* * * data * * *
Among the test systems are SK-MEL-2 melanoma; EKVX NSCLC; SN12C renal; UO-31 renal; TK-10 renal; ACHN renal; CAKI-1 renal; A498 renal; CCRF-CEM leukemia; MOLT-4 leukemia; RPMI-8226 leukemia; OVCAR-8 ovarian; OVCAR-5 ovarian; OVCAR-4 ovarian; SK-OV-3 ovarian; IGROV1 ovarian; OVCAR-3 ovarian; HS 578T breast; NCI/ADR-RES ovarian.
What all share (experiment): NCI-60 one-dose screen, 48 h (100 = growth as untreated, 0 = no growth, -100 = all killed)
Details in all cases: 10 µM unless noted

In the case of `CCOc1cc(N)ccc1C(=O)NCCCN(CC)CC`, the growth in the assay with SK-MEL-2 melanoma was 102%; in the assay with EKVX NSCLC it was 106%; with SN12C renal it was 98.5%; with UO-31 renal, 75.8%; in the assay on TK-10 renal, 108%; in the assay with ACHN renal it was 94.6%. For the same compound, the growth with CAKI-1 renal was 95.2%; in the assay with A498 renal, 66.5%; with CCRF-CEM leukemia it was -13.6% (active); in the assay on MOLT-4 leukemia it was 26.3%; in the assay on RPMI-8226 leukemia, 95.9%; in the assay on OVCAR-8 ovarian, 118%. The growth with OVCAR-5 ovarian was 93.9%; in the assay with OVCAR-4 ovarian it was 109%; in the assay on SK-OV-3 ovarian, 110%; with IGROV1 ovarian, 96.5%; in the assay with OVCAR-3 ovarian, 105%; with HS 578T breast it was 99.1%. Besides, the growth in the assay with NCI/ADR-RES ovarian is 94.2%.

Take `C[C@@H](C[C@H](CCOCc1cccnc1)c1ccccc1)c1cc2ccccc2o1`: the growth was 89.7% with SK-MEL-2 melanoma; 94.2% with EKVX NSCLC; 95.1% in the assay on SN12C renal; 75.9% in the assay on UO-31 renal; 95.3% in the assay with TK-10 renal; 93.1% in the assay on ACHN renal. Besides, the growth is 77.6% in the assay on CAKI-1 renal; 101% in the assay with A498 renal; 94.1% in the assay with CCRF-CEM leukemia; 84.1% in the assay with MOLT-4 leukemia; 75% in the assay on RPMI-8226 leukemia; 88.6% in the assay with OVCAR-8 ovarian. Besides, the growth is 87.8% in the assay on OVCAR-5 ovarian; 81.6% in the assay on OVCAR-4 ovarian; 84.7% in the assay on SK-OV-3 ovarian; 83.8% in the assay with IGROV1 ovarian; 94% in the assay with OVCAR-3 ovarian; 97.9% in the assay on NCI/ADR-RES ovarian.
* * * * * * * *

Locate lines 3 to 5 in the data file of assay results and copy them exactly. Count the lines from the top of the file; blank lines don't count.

Details in all cases: 10 µM unless noted

In the case of `CCOc1cc(N)ccc1C(=O)NCCCN(CC)CC`, the growth in the assay with SK-MEL-2 melanoma was 102%; in the assay with EKVX NSCLC it was 106%; with SN12C renal it was 98.5%; with UO-31 renal, 75.8%; in the assay on TK-10 renal, 108%; in the assay with ACHN renal it was 94.6%. For the same compound, the growth with CAKI-1 renal was 95.2%; in the assay with A498 renal, 66.5%; with CCRF-CEM leukemia it was -13.6% (active); in the assay on MOLT-4 leukemia it was 26.3%; in the assay on RPMI-8226 leukemia, 95.9%; in the assay on OVCAR-8 ovarian, 118%. The growth with OVCAR-5 ovarian was 93.9%; in the assay with OVCAR-4 ovarian it was 109%; in the assay on SK-OV-3 ovarian, 110%; with IGROV1 ovarian, 96.5%; in the assay with OVCAR-3 ovarian, 105%; with HS 578T breast it was 99.1%. Besides, the growth in the assay with NCI/ADR-RES ovarian is 94.2%.

Take `C[C@@H](C[C@H](CCOCc1cccnc1)c1ccccc1)c1cc2ccccc2o1`: the growth was 89.7% with SK-MEL-2 melanoma; 94.2% with EKVX NSCLC; 95.1% in the assay on SN12C renal; 75.9% in the assay on UO-31 renal; 95.3% in the assay with TK-10 renal; 93.1% in the assay on ACHN renal. Besides, the growth is 77.6% in the assay on CAKI-1 renal; 101% in the assay with A498 renal; 94.1% in the assay with CCRF-CEM leukemia; 84.1% in the assay with MOLT-4 leukemia; 75% in the assay on RPMI-8226 leukemia; 88.6% in the assay with OVCAR-8 ovarian. Besides, the growth is 87.8% in the assay on OVCAR-5 ovarian; 81.6% in the assay on OVCAR-4 ovarian; 84.7% in the assay on SK-OV-3 ovarian; 83.8% in the assay with IGROV1 ovarian; 94% in the assay with OVCAR-3 ovarian; 97.9% in the assay on NCI/ADR-RES ovarian.